The U.S. Department of Justice (DoJ) has announced the sentencing of three people accused of operating an illegal BTC business that allegedly allowed its clients to launder money through digital asset exchanges. The three were also ordered to pay a $200,000 in U.S. dollars and BTC as penalties.
Christopher Boden, Daniel Reynold DeJager, and Leesa Beth Vogt were leaders of The Geek Group, a non-profit entity, which according to the DoJ, was a front for BTC money laundering activities.
In a press release, the DoJ said the three would buy BTC from registered exchanges, launder it and then sell it to clients, many of whom were allegedly criminals. The suspects also structured deposits of the cash proceeds to avoid detection of their operation. In total, between March 2017 and December 2018, the three sold more than $740,000 in BTC to their clients.
The DoJ said that the three knew that many of their clients were criminals, including drug dealers, and were happy to serve them. They even touted themselves to be money launderers who could sell ‘clean BTC,’ which they believed law enforcement authorities couldn’t trace. They also told their customers that they didn’t collect Know Your Customer information, making their services even more untraceable to their clients.
For the three, making money wasn’t the only motivation, as they told the Western District of Michigan District Court. They credited their business to their ‘anarchy streak,’ saying they were drawn to the possibility of making money “while deposing government controlled currency with one that was anonymous.”
However, BTC isn’t anonymous. The BTC blockchain is public and immutable, making it easy to track transactions and nab those who use it to launder proceeds of illicit activities.
Boden also solicited the services of an undercover agent to collect money from one of his debtors, “using violence if necessary,” federal authorities said.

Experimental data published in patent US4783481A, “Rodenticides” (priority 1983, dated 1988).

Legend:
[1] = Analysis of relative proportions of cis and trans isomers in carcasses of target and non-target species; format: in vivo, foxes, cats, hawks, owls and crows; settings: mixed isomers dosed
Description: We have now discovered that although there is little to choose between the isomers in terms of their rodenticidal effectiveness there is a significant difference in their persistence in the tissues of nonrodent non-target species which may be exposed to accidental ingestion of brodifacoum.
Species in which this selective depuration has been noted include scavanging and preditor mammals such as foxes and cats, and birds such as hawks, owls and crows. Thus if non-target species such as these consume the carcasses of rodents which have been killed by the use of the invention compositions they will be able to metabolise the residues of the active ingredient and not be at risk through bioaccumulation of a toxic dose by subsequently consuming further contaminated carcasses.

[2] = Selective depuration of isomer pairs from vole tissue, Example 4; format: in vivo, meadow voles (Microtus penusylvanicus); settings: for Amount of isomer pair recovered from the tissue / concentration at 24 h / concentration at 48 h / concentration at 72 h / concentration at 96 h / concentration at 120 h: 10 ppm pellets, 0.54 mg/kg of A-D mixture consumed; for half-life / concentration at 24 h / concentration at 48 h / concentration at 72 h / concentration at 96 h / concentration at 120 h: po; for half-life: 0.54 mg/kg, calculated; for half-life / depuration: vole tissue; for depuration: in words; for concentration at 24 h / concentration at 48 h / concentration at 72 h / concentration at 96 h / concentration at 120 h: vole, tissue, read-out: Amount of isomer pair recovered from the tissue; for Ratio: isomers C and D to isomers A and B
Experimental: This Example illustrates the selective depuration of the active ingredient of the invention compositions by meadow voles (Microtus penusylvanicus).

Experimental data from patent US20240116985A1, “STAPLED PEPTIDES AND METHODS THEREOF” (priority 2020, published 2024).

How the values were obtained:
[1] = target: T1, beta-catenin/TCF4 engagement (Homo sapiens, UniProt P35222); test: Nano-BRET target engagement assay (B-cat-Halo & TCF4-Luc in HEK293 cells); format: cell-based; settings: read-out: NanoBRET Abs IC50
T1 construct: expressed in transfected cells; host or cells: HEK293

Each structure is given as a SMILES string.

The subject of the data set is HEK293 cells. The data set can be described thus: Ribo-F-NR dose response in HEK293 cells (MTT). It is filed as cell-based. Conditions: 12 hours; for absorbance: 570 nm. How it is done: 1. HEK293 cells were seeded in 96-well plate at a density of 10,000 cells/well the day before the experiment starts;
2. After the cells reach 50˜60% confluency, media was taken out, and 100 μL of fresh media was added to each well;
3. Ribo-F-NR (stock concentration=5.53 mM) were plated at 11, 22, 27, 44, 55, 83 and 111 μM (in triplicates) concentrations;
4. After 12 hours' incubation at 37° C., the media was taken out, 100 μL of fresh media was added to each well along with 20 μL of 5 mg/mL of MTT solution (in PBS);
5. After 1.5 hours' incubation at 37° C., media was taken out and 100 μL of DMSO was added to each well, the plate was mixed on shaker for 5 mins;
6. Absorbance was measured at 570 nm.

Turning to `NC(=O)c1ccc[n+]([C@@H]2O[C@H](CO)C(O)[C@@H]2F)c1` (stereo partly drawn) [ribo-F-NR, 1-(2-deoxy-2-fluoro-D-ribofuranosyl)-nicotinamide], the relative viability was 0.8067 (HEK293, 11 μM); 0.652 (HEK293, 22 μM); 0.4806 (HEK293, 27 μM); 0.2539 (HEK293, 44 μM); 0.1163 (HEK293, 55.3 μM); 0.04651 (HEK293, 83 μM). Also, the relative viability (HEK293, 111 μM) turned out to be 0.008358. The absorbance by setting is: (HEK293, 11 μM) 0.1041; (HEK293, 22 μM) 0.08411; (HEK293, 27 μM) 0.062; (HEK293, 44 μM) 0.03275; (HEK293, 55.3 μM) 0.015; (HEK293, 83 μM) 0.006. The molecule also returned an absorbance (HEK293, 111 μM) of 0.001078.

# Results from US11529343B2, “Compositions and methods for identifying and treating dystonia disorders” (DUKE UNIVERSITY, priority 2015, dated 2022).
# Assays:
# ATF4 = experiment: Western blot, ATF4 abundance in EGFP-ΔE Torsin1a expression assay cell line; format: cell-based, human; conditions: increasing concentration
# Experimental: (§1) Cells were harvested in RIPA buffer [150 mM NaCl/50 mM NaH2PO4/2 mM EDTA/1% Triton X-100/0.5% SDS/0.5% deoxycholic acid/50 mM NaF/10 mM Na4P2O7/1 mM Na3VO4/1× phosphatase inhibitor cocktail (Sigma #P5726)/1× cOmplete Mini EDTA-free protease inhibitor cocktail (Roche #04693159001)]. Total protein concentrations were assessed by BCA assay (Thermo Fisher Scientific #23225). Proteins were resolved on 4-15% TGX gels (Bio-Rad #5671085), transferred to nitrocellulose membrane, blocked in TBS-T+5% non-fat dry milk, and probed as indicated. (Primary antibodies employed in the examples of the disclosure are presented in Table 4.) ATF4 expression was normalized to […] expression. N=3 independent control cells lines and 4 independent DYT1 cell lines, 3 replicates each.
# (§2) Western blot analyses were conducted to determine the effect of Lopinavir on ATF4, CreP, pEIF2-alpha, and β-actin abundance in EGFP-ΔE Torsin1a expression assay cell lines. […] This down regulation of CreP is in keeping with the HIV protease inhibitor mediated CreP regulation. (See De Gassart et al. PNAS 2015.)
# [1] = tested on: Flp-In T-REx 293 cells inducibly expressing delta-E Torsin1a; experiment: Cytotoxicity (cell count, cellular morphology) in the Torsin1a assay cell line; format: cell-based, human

Thinking the agent was a cocaine dealer, Boden reportedly told him, “If all I wanted to do was f*** him up, his head in burlap is easy to do. I want my money. I don’t give a f*** about him; I don’t give a f*** about his family. I want my money.”
The three pleaded guilty to their charges back in October 2021. Judge Robert Jonker of the Western District of Michigan sentenced Boden to 30 months in custody and ordered him to pay $75,000 and forfeit BTC, among other penalties, on charges of money laundering, operating an unlicensed money transmitting business, and structuring deposits to evade financial institutions’ reporting requirements.
DeJager, 35, from Washington, pleaded guilty to conspiracy to operate an unlicensed money transmitting business and money laundering. He received 10 months behind bars and was ordered to pay $25,000.
Vogt, a Grand Rapids, Michigan native, pleaded guilty to structuring while operating the unlicensed money transmitting business. She was sentenced to four years of probation and ordered to pay $62,711 to the government.
Collectively, the three were ordered to pay and forfeit over $200,000 in BTC and U.S. dollars.
Commenting on the case, agents from the Internal Revenue Service (IRS) and Homeland Security Investigations shot a warning to criminals who believe that using digital assets gives them anonymity, reminding them that the U.S. government will stamp crime out from the burgeoning industry.
“These defendants knew they were breaking the law and ran their illegal money transmitting business anyway. […] My hope is the Court’s sentences will deter others who think cryptocurrency operates in a lawless environment from committing similar financial crimes,” U.S. Attorney Andrew Birge added.
In recent weeks, the DoJ has cracked down on major digital asset crimes, including arresting the couple alleged to be behind the $4.5 billion Bitfinex hack and money laundering scandal. It has also prosecuted BitMEX operators for violating the Bank Secrecy Act and indicted the BitConnect Ponzi scheme founder, although the latter remains at large.
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